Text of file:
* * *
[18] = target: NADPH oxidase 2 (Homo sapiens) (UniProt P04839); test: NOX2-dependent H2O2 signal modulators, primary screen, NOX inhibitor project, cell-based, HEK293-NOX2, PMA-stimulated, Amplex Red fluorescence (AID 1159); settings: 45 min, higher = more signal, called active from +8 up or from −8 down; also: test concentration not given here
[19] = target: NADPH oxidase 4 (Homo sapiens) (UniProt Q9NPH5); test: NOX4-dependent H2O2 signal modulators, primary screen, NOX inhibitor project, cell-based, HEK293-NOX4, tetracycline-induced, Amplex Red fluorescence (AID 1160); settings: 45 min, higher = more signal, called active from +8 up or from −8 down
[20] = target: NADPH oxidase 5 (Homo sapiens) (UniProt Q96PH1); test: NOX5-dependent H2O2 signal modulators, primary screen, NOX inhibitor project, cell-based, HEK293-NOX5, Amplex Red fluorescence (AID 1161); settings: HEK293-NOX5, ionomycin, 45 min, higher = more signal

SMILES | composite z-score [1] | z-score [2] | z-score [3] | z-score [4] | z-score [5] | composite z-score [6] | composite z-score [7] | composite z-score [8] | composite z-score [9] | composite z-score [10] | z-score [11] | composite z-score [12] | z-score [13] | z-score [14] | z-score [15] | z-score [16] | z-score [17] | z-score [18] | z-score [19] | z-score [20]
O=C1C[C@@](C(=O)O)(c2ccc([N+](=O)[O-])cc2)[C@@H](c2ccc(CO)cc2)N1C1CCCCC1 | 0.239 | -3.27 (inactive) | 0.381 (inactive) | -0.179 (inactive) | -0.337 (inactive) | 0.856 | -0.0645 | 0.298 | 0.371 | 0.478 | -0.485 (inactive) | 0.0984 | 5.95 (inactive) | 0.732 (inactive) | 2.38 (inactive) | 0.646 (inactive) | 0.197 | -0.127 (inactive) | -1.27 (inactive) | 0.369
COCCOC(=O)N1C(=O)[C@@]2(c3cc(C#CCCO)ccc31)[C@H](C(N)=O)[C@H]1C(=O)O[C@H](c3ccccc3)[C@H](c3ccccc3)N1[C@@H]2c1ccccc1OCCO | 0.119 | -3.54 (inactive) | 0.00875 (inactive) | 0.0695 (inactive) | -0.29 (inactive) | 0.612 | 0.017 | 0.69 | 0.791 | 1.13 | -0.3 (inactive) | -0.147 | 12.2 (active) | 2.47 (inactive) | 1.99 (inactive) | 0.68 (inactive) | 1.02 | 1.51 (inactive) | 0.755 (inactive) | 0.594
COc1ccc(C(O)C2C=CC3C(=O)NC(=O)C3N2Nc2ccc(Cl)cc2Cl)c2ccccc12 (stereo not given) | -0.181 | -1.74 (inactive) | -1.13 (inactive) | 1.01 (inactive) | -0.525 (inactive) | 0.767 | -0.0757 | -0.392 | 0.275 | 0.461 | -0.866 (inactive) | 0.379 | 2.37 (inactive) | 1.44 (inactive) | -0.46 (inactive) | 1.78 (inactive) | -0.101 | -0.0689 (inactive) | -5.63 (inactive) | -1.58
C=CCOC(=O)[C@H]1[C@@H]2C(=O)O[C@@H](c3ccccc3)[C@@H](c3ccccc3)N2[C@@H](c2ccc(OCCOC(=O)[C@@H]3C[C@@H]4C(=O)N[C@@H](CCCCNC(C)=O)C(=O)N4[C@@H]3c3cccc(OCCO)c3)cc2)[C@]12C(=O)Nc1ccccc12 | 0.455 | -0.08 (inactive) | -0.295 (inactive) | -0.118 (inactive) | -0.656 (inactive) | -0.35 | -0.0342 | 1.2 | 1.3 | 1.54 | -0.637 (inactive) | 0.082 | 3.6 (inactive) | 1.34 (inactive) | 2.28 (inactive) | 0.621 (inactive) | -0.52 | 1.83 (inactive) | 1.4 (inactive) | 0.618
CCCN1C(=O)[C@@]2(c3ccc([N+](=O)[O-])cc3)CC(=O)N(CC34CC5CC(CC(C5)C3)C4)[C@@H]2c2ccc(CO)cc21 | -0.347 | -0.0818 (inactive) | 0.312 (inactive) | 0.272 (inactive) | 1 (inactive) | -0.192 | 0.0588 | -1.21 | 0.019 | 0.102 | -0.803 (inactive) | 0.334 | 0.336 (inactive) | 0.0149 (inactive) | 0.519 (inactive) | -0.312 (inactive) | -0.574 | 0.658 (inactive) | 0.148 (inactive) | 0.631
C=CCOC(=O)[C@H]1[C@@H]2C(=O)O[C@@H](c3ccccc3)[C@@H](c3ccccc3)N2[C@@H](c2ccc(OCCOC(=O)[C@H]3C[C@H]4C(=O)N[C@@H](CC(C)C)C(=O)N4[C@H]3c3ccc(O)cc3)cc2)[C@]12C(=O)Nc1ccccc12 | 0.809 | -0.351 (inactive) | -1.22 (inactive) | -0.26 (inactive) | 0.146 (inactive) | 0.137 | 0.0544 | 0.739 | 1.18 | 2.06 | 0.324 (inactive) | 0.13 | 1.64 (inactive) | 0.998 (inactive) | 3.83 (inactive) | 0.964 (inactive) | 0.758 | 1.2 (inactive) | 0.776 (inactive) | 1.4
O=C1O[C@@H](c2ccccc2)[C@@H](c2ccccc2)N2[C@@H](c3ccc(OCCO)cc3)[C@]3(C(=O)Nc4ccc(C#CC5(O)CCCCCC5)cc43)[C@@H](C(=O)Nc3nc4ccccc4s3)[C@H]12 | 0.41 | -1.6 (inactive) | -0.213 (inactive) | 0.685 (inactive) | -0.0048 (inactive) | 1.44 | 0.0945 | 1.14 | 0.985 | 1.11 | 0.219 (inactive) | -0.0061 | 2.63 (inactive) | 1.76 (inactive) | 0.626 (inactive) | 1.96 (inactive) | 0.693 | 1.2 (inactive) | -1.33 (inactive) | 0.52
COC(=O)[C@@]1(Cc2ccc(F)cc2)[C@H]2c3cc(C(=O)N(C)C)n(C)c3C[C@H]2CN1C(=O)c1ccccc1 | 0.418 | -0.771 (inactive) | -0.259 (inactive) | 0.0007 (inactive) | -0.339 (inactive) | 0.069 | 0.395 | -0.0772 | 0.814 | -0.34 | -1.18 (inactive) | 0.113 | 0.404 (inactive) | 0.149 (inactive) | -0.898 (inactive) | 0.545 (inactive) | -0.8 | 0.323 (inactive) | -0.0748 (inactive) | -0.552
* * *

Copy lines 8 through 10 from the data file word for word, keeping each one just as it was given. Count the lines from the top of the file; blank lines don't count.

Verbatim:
C=CCOC(=O)[C@H]1[C@@H]2C(=O)O[C@@H](c3ccccc3)[C@@H](c3ccccc3)N2[C@@H](c2ccc(OCCOC(=O)[C@@H]3C[C@@H]4C(=O)N[C@@H](CCCCNC(C)=O)C(=O)N4[C@@H]3c3cccc(OCCO)c3)cc2)[C@]12C(=O)Nc1ccccc12 | 0.455 | -0.08 (inactive) | -0.295 (inactive) | -0.118 (inactive) | -0.656 (inactive) | -0.35 | -0.0342 | 1.2 | 1.3 | 1.54 | -0.637 (inactive) | 0.082 | 3.6 (inactive) | 1.34 (inactive) | 2.28 (inactive) | 0.621 (inactive) | -0.52 | 1.83 (inactive) | 1.4 (inactive) | 0.618
CCCN1C(=O)[C@@]2(c3ccc([N+](=O)[O-])cc3)CC(=O)N(CC34CC5CC(CC(C5)C3)C4)[C@@H]2c2ccc(CO)cc21 | -0.347 | -0.0818 (inactive) | 0.312 (inactive) | 0.272 (inactive) | 1 (inactive) | -0.192 | 0.0588 | -1.21 | 0.019 | 0.102 | -0.803 (inactive) | 0.334 | 0.336 (inactive) | 0.0149 (inactive) | 0.519 (inactive) | -0.312 (inactive) | -0.574 | 0.658 (inactive) | 0.148 (inactive) | 0.631
C=CCOC(=O)[C@H]1[C@@H]2C(=O)O[C@@H](c3ccccc3)[C@@H](c3ccccc3)N2[C@@H](c2ccc(OCCOC(=O)[C@H]3C[C@H]4C(=O)N[C@@H](CC(C)C)C(=O)N4[C@H]3c3ccc(O)cc3)cc2)[C@]12C(=O)Nc1ccccc12 | 0.809 | -0.351 (inactive) | -1.22 (inactive) | -0.26 (inactive) | 0.146 (inactive) | 0.137 | 0.0544 | 0.739 | 1.18 | 2.06 | 0.324 (inactive) | 0.13 | 1.64 (inactive) | 0.998 (inactive) | 3.83 (inactive) | 0.964 (inactive) | 0.758 | 1.2 (inactive) | 0.776 (inactive) | 1.4